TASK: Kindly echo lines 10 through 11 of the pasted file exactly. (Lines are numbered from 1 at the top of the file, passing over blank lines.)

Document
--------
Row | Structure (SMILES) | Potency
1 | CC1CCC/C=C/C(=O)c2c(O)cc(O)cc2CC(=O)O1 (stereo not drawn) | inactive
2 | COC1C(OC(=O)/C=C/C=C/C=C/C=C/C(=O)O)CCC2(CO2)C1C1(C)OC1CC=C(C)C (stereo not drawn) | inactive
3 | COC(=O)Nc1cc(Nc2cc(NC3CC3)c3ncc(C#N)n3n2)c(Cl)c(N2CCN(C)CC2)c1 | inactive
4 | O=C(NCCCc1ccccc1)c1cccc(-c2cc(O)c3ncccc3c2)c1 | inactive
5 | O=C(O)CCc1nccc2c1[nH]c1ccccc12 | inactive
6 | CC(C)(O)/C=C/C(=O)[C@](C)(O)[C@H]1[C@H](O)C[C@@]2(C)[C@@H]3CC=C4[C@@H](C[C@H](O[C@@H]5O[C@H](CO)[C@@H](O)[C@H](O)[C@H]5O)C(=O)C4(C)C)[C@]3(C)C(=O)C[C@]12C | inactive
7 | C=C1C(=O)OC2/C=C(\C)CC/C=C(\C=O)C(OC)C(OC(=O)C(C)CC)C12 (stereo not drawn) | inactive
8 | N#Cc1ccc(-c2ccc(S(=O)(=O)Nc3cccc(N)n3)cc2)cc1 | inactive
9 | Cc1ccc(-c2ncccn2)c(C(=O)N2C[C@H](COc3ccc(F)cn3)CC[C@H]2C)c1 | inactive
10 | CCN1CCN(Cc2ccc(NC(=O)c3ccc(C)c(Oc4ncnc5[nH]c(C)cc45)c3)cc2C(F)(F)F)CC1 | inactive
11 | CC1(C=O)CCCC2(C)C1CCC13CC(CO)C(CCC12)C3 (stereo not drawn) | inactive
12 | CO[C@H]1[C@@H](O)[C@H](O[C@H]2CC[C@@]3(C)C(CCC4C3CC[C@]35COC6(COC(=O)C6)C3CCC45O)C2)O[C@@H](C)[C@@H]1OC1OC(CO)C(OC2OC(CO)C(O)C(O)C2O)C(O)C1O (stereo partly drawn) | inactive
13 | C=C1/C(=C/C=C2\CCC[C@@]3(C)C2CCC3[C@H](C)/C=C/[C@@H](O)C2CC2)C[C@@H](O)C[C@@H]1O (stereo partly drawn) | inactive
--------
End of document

9 | Cc1ccc(-c2ncccn2)c(C(=O)N2C[C@H](COc3ccc(F)cn3)CC[C@H]2C)c1 | inactive
10 | CCN1CCN(Cc2ccc(NC(=O)c3ccc(C)c(Oc4ncnc5[nH]c(C)cc45)c3)cc2C(F)(F)F)CC1 | inactive